Meg Ryan, in the film When Harry Met Sally, led the way for people who are particular about their food. Unfortunately, that was done for comedic effect, and the joke was on her: Listen to this crazy person being too needy about how her food is prepared.
In the ensuing decades, all kinds of food sensitivities and allergies have popped up. Parents can’t bring peanut butter cookies to their kids’ classrooms anymore, and when asking someone out for dinner you need to consider more than whether he or she is a vegetarian.
Adjusting to Lifestyle Changes
Once you discover a sensitivity or food allergy, your life is altered. Suddenly, life can feel like one big bagel buffet to a person newly diagnosed with celiac disease. Anyone who has been on any kind of diet knows that the minute you’re told something is off limits, its appeal increases a hundred-fold.
After the first few hours (or days or weeks), the initial shock should dissipate and you’ll have time to do some research. You can reach out to others who have been managing this issue and hopefully discover some friendly places to eat out. (If you haven’t done this yet, get Googling.) More than likely, there is someone who has gone through this and started a blog about it. Educating yourself is the most important step. You’re going to have to eat—probably in the next few hours—so you’re going to want to find what doesn’t make you sick as soon as possible. Self-discipline is essential to any diet, whether the goal is to lose weight, lower your cholesterol, or calm your gastrointestinal tract.
Other People’s Reactions
Now that the change has had a chance to marinate and you’ve discovered the best place to buy hemp milk or rice bread crumbs, it’s time to deal with other people. Anyone who has been diagnosed with or self-diagnosed a food sensitivity is familiar with the stares and the eye rolling once the wait staff turns to them for their order. If it weren’t for the very real physical consequences of a gluten un-free meal, many would just point to the menu and be done with it.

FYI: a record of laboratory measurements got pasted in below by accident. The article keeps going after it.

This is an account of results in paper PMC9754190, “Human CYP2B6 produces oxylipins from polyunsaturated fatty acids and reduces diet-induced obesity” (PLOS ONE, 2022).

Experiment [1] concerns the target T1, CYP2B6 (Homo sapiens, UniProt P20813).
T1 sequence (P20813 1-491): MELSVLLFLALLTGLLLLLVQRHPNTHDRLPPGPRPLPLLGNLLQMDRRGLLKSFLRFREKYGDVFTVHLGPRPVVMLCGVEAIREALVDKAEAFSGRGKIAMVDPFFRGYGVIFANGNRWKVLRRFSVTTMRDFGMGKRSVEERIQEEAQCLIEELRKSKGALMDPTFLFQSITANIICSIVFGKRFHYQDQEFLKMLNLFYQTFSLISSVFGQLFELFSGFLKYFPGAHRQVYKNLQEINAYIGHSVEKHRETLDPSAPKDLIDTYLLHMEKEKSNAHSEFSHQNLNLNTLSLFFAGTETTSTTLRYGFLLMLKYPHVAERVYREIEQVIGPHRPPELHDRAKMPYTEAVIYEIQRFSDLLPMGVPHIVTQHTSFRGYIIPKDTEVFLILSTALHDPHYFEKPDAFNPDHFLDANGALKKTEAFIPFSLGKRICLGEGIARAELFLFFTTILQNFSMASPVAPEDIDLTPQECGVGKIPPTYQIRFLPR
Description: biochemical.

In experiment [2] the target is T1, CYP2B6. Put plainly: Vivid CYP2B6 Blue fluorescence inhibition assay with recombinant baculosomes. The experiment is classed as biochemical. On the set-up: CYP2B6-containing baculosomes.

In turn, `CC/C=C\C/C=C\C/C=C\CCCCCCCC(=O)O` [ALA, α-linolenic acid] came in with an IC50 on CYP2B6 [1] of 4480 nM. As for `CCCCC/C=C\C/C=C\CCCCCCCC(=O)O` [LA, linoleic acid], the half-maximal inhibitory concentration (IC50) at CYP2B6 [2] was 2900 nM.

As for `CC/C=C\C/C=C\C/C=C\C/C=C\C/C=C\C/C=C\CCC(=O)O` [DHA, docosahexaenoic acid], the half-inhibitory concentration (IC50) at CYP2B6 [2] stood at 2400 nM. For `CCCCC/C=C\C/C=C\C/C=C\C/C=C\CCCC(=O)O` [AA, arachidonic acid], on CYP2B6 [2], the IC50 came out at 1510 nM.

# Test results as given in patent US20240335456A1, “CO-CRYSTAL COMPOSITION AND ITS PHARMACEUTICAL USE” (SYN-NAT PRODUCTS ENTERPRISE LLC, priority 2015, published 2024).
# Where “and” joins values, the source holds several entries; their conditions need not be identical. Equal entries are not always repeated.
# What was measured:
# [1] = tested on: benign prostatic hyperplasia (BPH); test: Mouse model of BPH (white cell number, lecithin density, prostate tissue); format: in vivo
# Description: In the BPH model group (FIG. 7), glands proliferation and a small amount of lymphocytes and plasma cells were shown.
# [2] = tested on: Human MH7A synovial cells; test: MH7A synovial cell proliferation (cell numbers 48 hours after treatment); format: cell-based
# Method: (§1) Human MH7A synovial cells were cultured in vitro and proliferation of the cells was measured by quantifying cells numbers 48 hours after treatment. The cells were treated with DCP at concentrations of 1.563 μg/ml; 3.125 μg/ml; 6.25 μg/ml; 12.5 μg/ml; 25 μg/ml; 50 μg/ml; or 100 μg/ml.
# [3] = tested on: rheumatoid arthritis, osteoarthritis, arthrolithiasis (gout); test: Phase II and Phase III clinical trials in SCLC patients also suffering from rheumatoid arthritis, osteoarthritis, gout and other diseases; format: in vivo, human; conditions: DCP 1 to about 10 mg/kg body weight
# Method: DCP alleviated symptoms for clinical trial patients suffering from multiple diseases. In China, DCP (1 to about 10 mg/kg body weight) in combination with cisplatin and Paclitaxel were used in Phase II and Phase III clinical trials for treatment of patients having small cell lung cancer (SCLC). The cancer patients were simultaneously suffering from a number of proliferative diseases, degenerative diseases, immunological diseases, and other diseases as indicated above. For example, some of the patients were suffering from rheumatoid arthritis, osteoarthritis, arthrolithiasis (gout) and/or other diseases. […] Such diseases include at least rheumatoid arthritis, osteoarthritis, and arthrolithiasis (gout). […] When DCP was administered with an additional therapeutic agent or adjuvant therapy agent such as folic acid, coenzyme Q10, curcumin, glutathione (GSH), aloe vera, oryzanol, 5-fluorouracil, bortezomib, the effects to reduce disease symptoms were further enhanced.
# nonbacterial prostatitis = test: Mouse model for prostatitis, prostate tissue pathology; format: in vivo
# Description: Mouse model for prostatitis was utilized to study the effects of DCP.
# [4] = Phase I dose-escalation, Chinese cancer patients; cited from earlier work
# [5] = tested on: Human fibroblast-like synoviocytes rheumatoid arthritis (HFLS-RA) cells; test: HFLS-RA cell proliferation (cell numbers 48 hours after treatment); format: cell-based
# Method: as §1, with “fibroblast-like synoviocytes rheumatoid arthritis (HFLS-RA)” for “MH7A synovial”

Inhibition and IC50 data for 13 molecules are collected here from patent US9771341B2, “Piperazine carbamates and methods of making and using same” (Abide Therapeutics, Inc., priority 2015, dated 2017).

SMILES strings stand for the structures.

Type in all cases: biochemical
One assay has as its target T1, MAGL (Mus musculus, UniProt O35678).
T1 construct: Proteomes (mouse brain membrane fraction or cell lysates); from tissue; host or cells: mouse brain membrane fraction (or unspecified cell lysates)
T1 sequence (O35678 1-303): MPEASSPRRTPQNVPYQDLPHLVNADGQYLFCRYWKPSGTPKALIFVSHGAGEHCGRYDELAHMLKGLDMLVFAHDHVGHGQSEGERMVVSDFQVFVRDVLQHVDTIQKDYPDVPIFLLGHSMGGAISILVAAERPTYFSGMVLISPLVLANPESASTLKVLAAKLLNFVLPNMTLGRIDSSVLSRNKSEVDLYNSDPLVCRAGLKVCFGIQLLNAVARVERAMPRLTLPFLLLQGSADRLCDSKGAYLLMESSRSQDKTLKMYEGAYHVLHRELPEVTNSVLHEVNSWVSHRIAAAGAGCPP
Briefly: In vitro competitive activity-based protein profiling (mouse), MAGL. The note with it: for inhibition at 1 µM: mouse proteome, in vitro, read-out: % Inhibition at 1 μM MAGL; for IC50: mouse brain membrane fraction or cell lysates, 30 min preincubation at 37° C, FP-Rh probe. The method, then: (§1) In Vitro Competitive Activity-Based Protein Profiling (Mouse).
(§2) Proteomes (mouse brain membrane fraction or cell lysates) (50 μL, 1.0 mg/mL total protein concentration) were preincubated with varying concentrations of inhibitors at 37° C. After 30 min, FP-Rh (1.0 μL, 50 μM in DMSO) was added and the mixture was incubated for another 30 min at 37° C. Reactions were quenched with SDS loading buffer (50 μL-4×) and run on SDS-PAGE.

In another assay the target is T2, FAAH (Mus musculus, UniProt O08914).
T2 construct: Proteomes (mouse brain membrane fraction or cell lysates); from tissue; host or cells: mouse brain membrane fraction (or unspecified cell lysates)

Some strong-stomached people I’ve spoken with express annoyance that they are being subjected to new diet “crazes,” and others just don’t understand why some people can’t handle certain foods. They don’t get it, and seem to not want to try. If we’re honest, we might even have been one of these people prior to our discovery of our own bodies’ changing needs. Necessity has helped us discover greater stores of empathy for others—and, hopefully, ourselves.
A Common Stumbling Block: Shame
When a buddy scoffs when asked if there is wheat in the gravy, or when you’re mocked for inquiring about dairy-free alternatives, it’s a good idea to get in touch with what you’re feeling instead of reacting defensively. A common response to a dietary change is shame: “Oh, I’m becoming one of ‘those’ people. I’m now the guy that is going to make other people have to work harder to accommodate me.” Shame may continue to underlie a lot of our motivations, especially if we are not fully aware of it.
Shame comes up a lot in therapy sessions. It is even what keeps some people out of therapy offices and on the Internet. Being able to move through this can give you valuable information: you can survive, and you might even find more happiness once you start being self-sufficient in having your needs met.
You see, what we often forget is that shame most often pops up when we are choosing to take care of ourselves in a way that differs from what society expects. It’s what appears when we show our individuation and when we take a step, no matter how small, away from the crowd. Shame can be a strong reminder that we are making a choice, and we get to decide whether it is worth it.
Some points if you are experiencing a food sensitivity:
- Take a breath and know that you are taking care of yourself.
- It may lessen some anxiety if you have some directives prepared. Example: “I’m unable to eat dairy. Can you tell me if this is cream-based?”
- Try not to apologize—you’re not doing anything wrong.
- Follow up a snide comment with something like, “I don’t like having to limit my diet, either.”
- Be appreciative of others’ sensitivity to yours. Example: “Thanks for being patient.” Note: not an apology.
If you’re a friend of a person with a food sensitivity:
- Ask about it if you’re interested. The person may appreciate the opportunity to talk about this change. There can be a thin line between showing curiosity and judgment. Know which you’re expressing because the other person is expecting the latter.
- Don’t feel you have to limit your own eating habits, and don’t apologize when you offer a bite of your pasta. Just say, “Oops!”
- Remember: your friend is just as hungry as you are.
© Copyright 2014 GoodTherapy.org. All rights reserved. Permission to publish granted by Justin Lioi, LCSW, therapist in Brooklyn, New York
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